After Red Raven Comics #1 (August 1940) Joe Simon and Jack Kirby would do work for Daring Mystery Comics #6 (September 1940). Previously Joe had done some stories for this title, but now he would be its editor. This Timely title did not have anywhere near the success of Marvel Mystery Comics. Although declared a monthly, in fact Daring Mystery suffered a rather sporadic publication schedule.
Recently Marvel has been publishing reprint volumes of some of its golden age titles. This has been much appreciated as the original comics are rare and rather expensive. Volumes for Marvel Mystery, All Winners, Captain America, the Human Torch and Sub-Mariner have already appeared. I understand a reprint volume of USA Comics will also soon come out. However I doubt that Daring Mystery is ever likely to receive this reprint treatment. The issues are filled with features that would last only a few issues, sometimes even a single one, and then disappear.
Daring Mystery #6 (September 1940)
But the obscurity of Daring Mystery’s heroes is not the only reason I doubt it will get reprinted. As I see it another problem with Daring Mystery is the cover for issue #6. I really cannot think of another golden age cover that today is likely to provoke more of a negative reaction then this one. The image of a white woman at the mercy of some African American thugs brings to mind the rise of the KKK in the silent movie “Birth of a Nation”. It is true that when America entered the war there would be similar covers involving stereotyped Japanese or German soldiers. But at least then a war can be used to explain such derogatory works.
Not to excuse it, but those were different times. As uncomfortable as the DM #6 cover may make us feel today, we cannot just ignore it. History is meant to help us understand our past, not to remake it in the image of our present day. African Americans were conspicuous for the absence in comics books of those days. I suspect that in casting them as villains, Joe and Jack were just looking for a way to make their cover stand out on the racks. Whatever their intentions were, they would not repeat it. I can think of only one case where an African American was used as a villain by Simon and Kirby. Captain America #9 introduces the Black Talon. The Black Talon got his hand from an African American criminal who was executed. Pretty tame stuff compared to the cover for DM #6.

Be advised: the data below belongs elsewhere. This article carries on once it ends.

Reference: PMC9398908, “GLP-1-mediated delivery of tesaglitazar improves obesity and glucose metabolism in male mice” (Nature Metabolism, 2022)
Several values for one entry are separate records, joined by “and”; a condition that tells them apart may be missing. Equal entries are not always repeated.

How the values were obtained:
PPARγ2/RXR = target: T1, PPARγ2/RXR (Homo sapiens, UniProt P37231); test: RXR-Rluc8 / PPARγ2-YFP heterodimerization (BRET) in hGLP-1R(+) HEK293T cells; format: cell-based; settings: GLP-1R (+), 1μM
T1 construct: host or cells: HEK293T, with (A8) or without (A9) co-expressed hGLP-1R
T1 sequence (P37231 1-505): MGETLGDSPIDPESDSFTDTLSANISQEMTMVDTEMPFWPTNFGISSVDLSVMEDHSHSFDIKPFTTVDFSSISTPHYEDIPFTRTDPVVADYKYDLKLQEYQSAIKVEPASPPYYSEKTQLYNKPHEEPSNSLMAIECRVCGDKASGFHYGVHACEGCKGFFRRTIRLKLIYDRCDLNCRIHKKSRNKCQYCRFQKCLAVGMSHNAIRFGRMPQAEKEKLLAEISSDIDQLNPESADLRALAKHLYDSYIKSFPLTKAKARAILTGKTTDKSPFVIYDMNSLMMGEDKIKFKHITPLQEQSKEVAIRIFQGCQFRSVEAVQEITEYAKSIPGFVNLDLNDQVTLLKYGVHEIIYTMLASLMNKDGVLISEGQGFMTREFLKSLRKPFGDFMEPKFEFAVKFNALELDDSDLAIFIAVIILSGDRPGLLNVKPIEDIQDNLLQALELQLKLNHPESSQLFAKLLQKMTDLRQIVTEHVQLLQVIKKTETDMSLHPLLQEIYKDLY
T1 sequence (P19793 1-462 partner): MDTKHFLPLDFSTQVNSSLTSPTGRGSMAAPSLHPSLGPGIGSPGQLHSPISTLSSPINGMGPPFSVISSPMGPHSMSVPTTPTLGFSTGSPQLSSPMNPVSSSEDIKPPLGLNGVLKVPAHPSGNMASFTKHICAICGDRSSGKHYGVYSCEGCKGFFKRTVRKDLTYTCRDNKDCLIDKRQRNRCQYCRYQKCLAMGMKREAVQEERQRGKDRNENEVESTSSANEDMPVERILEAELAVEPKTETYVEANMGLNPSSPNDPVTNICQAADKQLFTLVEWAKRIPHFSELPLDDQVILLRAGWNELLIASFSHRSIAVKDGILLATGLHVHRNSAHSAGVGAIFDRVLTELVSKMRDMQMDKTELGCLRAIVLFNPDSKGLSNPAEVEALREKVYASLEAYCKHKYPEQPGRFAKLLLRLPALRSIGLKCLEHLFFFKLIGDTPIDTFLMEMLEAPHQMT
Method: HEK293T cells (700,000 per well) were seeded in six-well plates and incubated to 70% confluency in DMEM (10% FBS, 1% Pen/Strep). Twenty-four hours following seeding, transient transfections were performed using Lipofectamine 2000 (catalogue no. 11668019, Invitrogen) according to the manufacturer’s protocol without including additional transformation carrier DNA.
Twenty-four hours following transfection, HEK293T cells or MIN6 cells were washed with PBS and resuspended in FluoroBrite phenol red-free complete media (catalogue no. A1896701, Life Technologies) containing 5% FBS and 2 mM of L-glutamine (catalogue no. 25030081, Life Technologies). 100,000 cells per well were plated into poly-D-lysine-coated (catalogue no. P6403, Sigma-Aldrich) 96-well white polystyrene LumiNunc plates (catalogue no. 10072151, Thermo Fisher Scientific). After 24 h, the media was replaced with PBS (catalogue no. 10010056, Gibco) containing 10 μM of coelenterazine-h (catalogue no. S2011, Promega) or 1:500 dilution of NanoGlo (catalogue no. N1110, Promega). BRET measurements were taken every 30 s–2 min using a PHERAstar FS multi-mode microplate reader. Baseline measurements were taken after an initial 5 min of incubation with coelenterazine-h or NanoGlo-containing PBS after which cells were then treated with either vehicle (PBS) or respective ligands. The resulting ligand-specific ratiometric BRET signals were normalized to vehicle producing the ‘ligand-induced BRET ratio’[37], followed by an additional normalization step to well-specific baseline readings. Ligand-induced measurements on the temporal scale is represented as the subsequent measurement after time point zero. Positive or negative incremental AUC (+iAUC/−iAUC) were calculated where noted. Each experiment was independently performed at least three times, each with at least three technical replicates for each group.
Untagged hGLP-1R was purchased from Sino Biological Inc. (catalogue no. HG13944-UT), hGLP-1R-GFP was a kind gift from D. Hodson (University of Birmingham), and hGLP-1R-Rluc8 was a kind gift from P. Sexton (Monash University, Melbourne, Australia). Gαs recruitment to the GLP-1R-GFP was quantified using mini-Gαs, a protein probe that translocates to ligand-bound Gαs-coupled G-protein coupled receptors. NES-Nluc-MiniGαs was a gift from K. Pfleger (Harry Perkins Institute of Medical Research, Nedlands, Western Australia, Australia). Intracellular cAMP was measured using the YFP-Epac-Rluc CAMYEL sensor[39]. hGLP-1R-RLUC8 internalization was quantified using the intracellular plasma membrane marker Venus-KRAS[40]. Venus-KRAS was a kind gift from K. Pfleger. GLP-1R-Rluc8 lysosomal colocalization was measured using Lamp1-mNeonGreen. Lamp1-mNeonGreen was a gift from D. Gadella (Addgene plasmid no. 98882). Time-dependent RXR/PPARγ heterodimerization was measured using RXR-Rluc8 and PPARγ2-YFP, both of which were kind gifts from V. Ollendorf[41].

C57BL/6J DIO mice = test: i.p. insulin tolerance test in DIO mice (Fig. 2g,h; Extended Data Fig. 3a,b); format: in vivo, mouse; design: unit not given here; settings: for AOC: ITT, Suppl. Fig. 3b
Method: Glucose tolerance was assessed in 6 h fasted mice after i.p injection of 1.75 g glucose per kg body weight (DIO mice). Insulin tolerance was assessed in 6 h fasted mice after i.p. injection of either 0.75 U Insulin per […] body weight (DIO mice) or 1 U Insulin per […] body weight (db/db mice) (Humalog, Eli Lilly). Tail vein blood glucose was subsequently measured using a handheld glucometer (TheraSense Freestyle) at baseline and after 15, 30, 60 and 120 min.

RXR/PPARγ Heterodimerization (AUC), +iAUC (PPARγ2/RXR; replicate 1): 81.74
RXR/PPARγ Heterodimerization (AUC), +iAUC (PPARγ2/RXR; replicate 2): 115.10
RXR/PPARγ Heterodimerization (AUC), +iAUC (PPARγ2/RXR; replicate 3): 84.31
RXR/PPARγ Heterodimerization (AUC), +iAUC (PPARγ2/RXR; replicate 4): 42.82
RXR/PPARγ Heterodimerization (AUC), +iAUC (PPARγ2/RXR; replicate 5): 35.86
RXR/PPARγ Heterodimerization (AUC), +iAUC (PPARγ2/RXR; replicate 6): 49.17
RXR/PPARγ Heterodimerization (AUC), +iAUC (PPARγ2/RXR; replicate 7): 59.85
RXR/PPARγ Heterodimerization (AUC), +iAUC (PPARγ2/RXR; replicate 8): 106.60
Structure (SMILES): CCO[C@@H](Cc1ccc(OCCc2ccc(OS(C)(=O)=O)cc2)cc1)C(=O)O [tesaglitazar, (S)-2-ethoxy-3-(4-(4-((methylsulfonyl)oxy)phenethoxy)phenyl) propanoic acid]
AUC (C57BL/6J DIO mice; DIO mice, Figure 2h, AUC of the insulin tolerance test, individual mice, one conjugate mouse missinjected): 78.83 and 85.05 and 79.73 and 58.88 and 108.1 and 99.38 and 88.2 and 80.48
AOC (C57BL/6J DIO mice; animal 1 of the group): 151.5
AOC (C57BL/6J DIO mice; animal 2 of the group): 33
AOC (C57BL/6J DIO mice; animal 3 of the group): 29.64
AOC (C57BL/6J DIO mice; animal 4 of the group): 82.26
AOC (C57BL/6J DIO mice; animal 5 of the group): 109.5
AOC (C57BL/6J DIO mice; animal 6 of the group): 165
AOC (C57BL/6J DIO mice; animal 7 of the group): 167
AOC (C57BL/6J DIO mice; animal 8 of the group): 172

But apart from the racial overtones, what can be said about the Daring Mystery #6 cover? We have the hero swinging by a rope simultaneously kicking one thug in the face and pulling the hair of another. It would seem that Jack was trying to make this cover as exciting as possible. This was done early in the history of the comic book industry and both Jack and Joe were still learning. To me this was not that great a cover. I guess much of my feeling is due to the kicking and hair pulling. This is not the type of fighting one would expect from a hero, especially during the golden age. Like the racial reference, this would not be repeated in future Simon and Kirby covers.
Daring Mystery #6 (September 1940) “Introducing Marvel Boy” page 1 by Joe Simon
Both Joe and Jack were involved in the drawing of two of the interior stories for DM #6, “Introducing Marvel Boy” and “The Fiery Mask”. An interesting pattern is shown by both cases. Joe would do the starting pages of the story and then Jack would do the rest. For Marvel Boy Joe did pages 1 to 3 while Jack did 4 to 10. With the Fiery Mask Joe did 1 to 4 and Jack pages 5 to 10. My interpretation is that as editor Joe wanted to establish the look of the story. Joe had been working with Jack on Blue Bolt so I am sure he was comfortable sharing the drawing with Jack and Knew that the final would look fine. Joe did not use This drawing arrangement with any of the other artist in DM #6.
Daring Mystery #6 (September 1940) “Introducing Marvel Boy” page 8
Most of the stories we have seen by Kirby outside of syndication have been science fiction. Now Jack was back to doing something from the superhero genre, and doing a nice job of it as well. Marvel Boy fights an assortment of spies. We are not told what government his foes work for but they all seem to have German accents, say “Heil” while saluting, and one exclaims “Himmel” when attached. To keep things interesting, Kirby keeps changing the view point and makes a lot of use of exaggerated perspective.